Professor Leonard Brown jams on the tenor sax for students at Paige Academy in Roxbury. Photo by Craig Bailey.
December 1, 2009
On a Tuesday morning in November, at Roxbury’s Paige Academy, dozens of children broke into a scat choir.
“Ba-ha-ba-bee-ba-bop, Ba-ha-ba-bee-ba-bop,” they shouted, led by Northeastern music professor Leonard Brown.
Brown, fellow music professor and African-American studies chair Emmett Price and three other musicians were giving the students from Paige — a nonprofit school for children aged six months to 12 years — an up-close-and-personal experience with jazz.
To watch a video of the event, please click here: http://www.northeastern.edu/news/multimedia/video.html?contentID=gvSYsS0ibE2JIaofi1mOGQ
The event, part of the John Coltrane Memorial Concert Educational Outreach Program, was one of many that Brown and Price have staged over the years at schools in Boston and Cambridge. Brown estimates that since 1992, when the two began the program, it has reached more than 10,000 students.
“We need to let the kids hear the music,” said Brown, who played tenor sax on songs such as Coltrane’s “Equinox.” “It’s as simple as that. Music is part of you from the time you are born to your last breath on earth.”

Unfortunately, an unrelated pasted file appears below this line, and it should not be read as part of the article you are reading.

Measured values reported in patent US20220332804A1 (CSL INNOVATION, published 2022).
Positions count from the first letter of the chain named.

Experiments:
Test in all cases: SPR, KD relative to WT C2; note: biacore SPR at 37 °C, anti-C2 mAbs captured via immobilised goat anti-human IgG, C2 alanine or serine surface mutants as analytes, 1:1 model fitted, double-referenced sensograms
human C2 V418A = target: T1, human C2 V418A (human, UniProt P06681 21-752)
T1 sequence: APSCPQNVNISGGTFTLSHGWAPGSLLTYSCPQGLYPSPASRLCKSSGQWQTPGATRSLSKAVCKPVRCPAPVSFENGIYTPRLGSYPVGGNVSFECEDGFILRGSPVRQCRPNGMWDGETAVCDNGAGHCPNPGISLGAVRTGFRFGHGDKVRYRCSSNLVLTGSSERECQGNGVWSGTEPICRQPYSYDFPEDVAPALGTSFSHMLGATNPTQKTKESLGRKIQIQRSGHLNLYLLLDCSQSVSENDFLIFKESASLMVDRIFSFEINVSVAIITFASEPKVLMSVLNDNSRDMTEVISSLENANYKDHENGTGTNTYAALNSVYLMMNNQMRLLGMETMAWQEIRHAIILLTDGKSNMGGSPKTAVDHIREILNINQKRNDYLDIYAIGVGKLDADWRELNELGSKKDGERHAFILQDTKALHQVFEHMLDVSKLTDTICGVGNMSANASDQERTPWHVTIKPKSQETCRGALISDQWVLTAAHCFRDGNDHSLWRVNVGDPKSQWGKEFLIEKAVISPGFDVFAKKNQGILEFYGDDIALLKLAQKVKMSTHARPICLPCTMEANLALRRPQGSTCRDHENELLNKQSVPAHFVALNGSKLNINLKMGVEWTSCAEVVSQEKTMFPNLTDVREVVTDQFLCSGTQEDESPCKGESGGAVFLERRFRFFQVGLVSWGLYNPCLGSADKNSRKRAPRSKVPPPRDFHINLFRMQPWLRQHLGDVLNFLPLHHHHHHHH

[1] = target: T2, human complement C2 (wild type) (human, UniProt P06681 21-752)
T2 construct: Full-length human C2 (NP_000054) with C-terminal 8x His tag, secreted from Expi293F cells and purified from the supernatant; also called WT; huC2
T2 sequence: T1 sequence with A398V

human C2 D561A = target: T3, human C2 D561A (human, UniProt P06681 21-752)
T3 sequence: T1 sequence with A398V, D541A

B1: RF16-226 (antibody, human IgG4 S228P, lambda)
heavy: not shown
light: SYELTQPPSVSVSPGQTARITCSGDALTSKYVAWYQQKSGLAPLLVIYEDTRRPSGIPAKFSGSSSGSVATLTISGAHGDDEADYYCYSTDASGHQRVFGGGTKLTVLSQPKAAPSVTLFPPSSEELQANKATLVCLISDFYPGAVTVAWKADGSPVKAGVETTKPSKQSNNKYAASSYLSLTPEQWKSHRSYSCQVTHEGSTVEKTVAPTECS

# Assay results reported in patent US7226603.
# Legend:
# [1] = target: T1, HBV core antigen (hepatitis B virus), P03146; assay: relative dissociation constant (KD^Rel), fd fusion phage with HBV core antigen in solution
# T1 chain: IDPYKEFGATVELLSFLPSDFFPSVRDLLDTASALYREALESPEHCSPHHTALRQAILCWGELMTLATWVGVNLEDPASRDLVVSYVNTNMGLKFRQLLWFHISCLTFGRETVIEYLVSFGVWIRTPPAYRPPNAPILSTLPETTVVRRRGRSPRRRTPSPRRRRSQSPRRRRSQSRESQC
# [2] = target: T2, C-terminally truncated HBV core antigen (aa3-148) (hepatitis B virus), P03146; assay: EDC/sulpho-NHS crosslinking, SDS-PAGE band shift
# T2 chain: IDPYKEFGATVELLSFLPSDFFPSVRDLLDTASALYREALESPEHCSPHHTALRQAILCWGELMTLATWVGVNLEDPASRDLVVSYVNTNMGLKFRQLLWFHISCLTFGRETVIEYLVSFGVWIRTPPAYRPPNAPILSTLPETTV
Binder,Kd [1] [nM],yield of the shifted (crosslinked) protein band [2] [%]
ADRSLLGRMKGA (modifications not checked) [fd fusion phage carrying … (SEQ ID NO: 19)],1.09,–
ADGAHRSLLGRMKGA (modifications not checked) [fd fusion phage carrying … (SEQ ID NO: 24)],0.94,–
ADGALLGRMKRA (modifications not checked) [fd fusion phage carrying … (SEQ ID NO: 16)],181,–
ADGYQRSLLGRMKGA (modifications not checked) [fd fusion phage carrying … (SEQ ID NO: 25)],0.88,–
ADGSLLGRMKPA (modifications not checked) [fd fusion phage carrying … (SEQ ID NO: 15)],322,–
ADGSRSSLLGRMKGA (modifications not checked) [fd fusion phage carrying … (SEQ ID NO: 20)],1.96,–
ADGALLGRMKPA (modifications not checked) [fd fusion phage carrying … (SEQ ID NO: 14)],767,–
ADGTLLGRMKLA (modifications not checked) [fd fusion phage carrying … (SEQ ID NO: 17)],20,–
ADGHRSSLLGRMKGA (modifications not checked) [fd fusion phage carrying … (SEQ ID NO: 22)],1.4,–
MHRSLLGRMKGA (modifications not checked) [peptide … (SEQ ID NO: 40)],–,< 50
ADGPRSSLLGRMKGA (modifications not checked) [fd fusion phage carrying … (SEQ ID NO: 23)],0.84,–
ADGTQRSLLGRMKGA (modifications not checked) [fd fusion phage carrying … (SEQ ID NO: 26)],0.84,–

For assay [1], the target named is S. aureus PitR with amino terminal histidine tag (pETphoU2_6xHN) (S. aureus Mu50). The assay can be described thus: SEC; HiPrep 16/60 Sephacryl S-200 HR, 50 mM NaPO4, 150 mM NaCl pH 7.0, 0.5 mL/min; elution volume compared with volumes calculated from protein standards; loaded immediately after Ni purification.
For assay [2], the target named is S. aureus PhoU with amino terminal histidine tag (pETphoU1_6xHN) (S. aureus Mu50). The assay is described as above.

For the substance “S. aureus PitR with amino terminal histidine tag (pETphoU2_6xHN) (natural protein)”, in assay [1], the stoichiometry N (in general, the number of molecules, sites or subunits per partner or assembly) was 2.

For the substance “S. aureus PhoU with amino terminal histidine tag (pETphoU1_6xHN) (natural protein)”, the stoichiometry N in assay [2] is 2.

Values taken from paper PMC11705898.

Brown said showcasing Coltrane’s music at Paige Academy — which he called “a leader in terms of Afro-centric education for young kids”— was particularly appropriate. “They know how important music is within the African-American culture,” he said.
The outreach program’s ultimate goal is to expose students to qualities such as perseverance, focus, positive self-image and the willingness to learn, said Brown. With younger students, the goal is more straightforward: to bring music into their lives.
“It’s important to see professional musicians up close,” said Price, who played electric keyboard for the event. “That’s how music is passed down — it’s about sharing that passion.
“It’s not about us performing for them. It’s about the interaction between the musicians and the kids.”
Over the course of the morning, students sang along to a jazzy version of the “Itsy Bitsy Spider” and sashayed around the room in conga lines. As Brown jammed on his tenor sax, one young student edged nearer to Price to get a better look at his keyboard.
For Northeastern student Brittany Wells, who sang Billie Holiday’s “God Bless the Child,” the performance of the quintet—which also included a drummer and bassist—gave the students a chance to learn about musical instruments.
“After the performance, they came up to us and talked about scatting and how they understood what the instruments were — the drums, the keyboard, the bass,” said Wells, ’11, a music industry major.
The outreach program opens up new creative possibilities for even the youngest students, said Paige Academy cofounder Dr. Angela Paige-Cook.
“When Northeastern brings in the jazz ensemble, it allows the children to see people who look like them playing instruments,” she said, noting that the outreach program has returned to the academy for the past 17 years. “That inspires them to say, ‘If they can do it, then I can do it.’ It’s an opportunity to showcase what’s available in terms of hobbies and maybe even careers.”